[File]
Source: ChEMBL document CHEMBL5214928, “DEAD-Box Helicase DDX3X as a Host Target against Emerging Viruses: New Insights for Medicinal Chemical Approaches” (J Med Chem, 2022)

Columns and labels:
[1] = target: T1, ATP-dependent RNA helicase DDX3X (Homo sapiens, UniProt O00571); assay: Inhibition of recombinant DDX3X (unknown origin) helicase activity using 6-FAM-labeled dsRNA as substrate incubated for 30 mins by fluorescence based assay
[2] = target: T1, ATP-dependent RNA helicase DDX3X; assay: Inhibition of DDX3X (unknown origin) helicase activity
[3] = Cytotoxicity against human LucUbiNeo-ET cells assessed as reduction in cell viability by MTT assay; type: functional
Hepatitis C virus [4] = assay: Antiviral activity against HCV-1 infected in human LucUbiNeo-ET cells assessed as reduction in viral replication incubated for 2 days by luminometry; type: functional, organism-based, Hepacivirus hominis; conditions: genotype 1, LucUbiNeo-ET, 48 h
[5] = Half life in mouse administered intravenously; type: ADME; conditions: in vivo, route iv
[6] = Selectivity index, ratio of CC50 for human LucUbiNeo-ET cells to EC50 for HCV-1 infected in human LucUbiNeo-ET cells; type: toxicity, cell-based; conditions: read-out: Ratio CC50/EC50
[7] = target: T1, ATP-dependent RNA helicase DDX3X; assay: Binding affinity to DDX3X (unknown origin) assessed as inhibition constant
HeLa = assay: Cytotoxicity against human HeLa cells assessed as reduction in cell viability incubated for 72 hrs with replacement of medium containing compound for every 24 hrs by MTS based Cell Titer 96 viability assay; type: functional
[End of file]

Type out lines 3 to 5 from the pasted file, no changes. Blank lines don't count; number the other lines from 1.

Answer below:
[1] = target: T1, ATP-dependent RNA helicase DDX3X (Homo sapiens, UniProt O00571); assay: Inhibition of recombinant DDX3X (unknown origin) helicase activity using 6-FAM-labeled dsRNA as substrate incubated for 30 mins by fluorescence based assay
[2] = target: T1, ATP-dependent RNA helicase DDX3X; assay: Inhibition of DDX3X (unknown origin) helicase activity
[3] = Cytotoxicity against human LucUbiNeo-ET cells assessed as reduction in cell viability by MTT assay; type: functional